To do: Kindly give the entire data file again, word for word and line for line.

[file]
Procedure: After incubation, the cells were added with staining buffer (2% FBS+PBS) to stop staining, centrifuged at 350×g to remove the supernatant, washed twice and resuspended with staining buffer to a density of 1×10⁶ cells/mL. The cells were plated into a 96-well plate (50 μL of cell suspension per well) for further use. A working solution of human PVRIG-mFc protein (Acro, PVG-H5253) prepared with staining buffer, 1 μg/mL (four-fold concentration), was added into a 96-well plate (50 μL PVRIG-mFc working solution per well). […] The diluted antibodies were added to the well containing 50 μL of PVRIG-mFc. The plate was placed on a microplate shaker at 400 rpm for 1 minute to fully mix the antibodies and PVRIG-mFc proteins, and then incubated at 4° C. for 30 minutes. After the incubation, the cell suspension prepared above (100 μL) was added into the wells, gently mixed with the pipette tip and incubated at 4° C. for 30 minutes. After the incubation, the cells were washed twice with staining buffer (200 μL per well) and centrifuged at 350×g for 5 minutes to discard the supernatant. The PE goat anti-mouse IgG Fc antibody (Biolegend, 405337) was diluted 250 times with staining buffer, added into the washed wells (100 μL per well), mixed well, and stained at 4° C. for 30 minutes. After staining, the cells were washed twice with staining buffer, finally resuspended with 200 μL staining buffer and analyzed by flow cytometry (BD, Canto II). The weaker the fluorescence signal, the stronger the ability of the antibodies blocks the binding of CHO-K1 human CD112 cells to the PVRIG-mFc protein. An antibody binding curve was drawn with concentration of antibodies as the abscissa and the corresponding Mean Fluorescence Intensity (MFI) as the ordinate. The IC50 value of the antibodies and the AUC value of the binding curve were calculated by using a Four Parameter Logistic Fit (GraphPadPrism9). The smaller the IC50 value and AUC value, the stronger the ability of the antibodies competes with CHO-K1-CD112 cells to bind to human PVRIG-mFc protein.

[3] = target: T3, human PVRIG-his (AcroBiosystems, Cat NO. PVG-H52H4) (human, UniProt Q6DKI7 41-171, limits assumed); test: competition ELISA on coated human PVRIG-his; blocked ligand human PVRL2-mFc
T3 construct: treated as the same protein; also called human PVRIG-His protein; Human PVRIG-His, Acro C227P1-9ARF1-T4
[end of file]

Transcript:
Procedure: After incubation, the cells were added with staining buffer (2% FBS+PBS) to stop staining, centrifuged at 350×g to remove the supernatant, washed twice and resuspended with staining buffer to a density of 1×10⁶ cells/mL. The cells were plated into a 96-well plate (50 μL of cell suspension per well) for further use. A working solution of human PVRIG-mFc protein (Acro, PVG-H5253) prepared with staining buffer, 1 μg/mL (four-fold concentration), was added into a 96-well plate (50 μL PVRIG-mFc working solution per well). […] The diluted antibodies were added to the well containing 50 μL of PVRIG-mFc. The plate was placed on a microplate shaker at 400 rpm for 1 minute to fully mix the antibodies and PVRIG-mFc proteins, and then incubated at 4° C. for 30 minutes. After the incubation, the cell suspension prepared above (100 μL) was added into the wells, gently mixed with the pipette tip and incubated at 4° C. for 30 minutes. After the incubation, the cells were washed twice with staining buffer (200 μL per well) and centrifuged at 350×g for 5 minutes to discard the supernatant. The PE goat anti-mouse IgG Fc antibody (Biolegend, 405337) was diluted 250 times with staining buffer, added into the washed wells (100 μL per well), mixed well, and stained at 4° C. for 30 minutes. After staining, the cells were washed twice with staining buffer, finally resuspended with 200 μL staining buffer and analyzed by flow cytometry (BD, Canto II). The weaker the fluorescence signal, the stronger the ability of the antibodies blocks the binding of CHO-K1 human CD112 cells to the PVRIG-mFc protein. An antibody binding curve was drawn with concentration of antibodies as the abscissa and the corresponding Mean Fluorescence Intensity (MFI) as the ordinate. The IC50 value of the antibodies and the AUC value of the binding curve were calculated by using a Four Parameter Logistic Fit (GraphPadPrism9). The smaller the IC50 value and AUC value, the stronger the ability of the antibodies competes with CHO-K1-CD112 cells to bind to human PVRIG-mFc protein.

[3] = target: T3, human PVRIG-his (AcroBiosystems, Cat NO. PVG-H52H4) (human, UniProt Q6DKI7 41-171, limits assumed); test: competition ELISA on coated human PVRIG-his; blocked ligand human PVRL2-mFc
T3 construct: treated as the same protein; also called human PVRIG-His protein; Human PVRIG-His, Acro C227P1-9ARF1-T4